PERSONAL NOTE: Someone in USA is writing about the coming downfall of mainland China and accusing the President of China, President Xi Jinping of using MANDATE FROM heaven to try to control the world! How assurd for this man, Gordon Chang to come to this conclusion. Obviously he did not understand how the concept had been used in Asian to support the legitimacy of one’s rule. peace, steve, usa july 28, 2019 firstname.lastname@example.org blog – https://getting2knowyou-china.com
Nature and the Sacred in Medieval East Asia
Taylor Morgan, Nicole McDonald, and Elisabeth Maillard
Mandate of Heaven
The Mandate of Heaven was a philosophical concept which described the natural relationship between the government and the governed. Steeped in traditional East Asian beliefs, the Mandate of Heaven was derived from the spiritual and social beliefs of Daoism and Confucianism. According to these principles, a just ruler would be granted power and authority by the Heavens, which bestowed their mandate upon the governor of the land. Such a ruler would be granted the title of “Son of Heaven,” and therefore was perceived by the governed as the spiritual representative of God on earth. As such, this philosophy contributed greatly to the political stability of East Asian regimes in both China and Japan.
The Son of Heaven was understood as ruling over tianxia (Chinese: 天下) which literally meant “under heaven;” his rightful domain constituted the whole world. Although the Mandate of Heaven was used to justify the reign of political regimes, if a ruler violated the will of Heaven then he would be overthrown. Famines, floods, and other natural disasters signified the Heaven’s displeasure and would often prompt revolts as the ruler’s legitimacy came into question. If the ruler was overthrown for any reason, then it was clear that he had lost the Mandate of Heaven and no longer had the right to rule.
The kings of the Zhou dynasty, who ruled 1046 to 256 BC, were the first to invoke the Mandate of Heaven following their overthrow of the Shang dynasty. The revolt was led by King Wu of Zhou, a renowned folk hero in Chinese history. Together with eight hundred dukes, he marched an army to attack the weakened Shang. Wu accused the Shang of decadence and moral corruption, and insisted that it was heavens will that they be deposed. The Zhou dynasty reigned for eight hundred years, longer than any other dynasty. When the state of Qin finally overthrew the Zhou dynasty, they justified their new reign with the same rhetoric.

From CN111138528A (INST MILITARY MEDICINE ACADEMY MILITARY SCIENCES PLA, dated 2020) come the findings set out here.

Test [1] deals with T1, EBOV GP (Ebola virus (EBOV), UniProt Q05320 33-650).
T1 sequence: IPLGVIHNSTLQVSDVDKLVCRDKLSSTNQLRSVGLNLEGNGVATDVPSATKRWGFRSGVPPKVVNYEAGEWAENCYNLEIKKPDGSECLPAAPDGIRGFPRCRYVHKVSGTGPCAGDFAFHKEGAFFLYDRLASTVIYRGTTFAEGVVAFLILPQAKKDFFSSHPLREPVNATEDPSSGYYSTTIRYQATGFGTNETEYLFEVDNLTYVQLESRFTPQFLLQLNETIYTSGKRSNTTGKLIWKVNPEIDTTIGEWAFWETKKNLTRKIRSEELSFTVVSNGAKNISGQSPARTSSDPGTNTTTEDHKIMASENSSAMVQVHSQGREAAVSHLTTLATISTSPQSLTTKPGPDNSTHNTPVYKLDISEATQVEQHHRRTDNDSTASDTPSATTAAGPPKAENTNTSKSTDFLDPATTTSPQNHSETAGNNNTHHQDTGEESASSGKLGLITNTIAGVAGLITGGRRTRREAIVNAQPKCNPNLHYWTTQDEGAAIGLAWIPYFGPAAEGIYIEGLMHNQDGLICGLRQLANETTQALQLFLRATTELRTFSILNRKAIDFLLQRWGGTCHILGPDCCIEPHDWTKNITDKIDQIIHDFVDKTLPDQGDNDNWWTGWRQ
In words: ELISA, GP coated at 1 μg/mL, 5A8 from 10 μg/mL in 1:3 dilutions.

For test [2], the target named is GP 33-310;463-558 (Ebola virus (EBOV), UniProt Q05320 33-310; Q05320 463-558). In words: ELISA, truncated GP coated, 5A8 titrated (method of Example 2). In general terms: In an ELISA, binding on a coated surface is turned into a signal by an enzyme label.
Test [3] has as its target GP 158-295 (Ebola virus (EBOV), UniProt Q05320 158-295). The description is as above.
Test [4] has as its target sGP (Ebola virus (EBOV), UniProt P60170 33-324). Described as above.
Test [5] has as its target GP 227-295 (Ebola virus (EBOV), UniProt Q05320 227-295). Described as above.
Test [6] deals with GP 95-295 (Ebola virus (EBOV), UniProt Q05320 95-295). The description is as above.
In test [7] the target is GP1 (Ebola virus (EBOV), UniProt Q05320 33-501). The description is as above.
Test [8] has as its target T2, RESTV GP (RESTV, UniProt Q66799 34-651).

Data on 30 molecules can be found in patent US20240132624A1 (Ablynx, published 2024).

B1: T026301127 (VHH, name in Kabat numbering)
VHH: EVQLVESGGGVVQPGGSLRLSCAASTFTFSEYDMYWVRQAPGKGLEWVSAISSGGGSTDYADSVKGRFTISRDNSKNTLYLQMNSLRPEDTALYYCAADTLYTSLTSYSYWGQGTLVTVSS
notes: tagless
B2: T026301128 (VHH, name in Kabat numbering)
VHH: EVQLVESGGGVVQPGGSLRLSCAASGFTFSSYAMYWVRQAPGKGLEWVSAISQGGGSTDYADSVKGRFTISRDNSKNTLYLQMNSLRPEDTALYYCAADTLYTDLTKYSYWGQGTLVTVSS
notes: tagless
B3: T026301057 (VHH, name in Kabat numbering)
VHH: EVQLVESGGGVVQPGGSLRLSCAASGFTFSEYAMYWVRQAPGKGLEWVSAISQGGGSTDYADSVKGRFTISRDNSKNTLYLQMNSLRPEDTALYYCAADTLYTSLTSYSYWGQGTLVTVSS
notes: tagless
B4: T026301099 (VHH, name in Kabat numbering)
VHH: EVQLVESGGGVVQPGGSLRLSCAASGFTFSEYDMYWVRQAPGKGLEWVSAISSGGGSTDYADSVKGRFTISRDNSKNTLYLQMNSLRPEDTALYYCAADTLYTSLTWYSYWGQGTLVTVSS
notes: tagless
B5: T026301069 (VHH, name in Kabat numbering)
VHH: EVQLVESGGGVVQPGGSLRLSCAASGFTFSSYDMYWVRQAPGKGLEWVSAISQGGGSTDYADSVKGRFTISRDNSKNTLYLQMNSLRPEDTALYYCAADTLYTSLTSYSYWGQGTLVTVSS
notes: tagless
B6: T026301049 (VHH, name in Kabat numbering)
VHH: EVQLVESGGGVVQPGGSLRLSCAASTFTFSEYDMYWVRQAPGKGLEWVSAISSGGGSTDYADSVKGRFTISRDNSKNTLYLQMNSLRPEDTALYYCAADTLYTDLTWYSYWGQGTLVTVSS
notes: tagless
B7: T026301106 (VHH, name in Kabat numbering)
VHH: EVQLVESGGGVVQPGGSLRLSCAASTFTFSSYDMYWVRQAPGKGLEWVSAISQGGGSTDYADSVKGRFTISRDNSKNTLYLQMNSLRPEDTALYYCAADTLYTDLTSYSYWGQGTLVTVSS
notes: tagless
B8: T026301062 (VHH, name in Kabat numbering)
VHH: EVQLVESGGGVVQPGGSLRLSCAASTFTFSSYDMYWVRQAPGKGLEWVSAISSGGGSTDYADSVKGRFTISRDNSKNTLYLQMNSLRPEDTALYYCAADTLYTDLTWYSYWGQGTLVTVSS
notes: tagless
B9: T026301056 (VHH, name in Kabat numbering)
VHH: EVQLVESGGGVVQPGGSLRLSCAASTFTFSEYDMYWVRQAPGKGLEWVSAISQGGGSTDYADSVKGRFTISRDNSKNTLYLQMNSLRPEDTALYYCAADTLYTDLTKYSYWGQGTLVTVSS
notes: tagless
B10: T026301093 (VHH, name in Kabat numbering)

Jimmu, the first Emperor of Japan, according to legend.
The philosophical principles of the Mandate of Heaven eventually diffused into Japan; however, the Japanese interpretation of the mandate differed from that in China. While the Chinese rulers, including King Wu of Zhou, were often of lowborn birth before establishing a new dynasty, the Japanese emperors were supposed to have descended in an unbroken line from the sun goddess Amaterasu. Therefore, it would be impossible for the emperor to lose the Mandate of Heaven, as he himself was a god. Although the emperor was never deposed, other political entities such as the Shogunate did seize power in Japan, relegating the emperor to a symbolic head of state. Power passed from dynastic regents and shoguns in much the same fashion as the Chinese dynasties; the Mandate of Heaven applied to lesser entities, but never to the emperor himself.
The mandate of heaven played a significant role in the political stability of East Asia. For example, Empress Wu Zetian, the only female monarch in Chinese history, similarly invoked the mandate in declaring herself to be an incarnation of the Buddhist god Bodhisattva Maitreya. Although the mandate did not apply specifically to the emperor of Japan, a dynasty which has persisted unbroken since the 8th century, it is possible that this allowed political power to be transferred without affecting imperial supremacy; turmoil was projected onto a series of proxy rulers rather than on the emperor himself.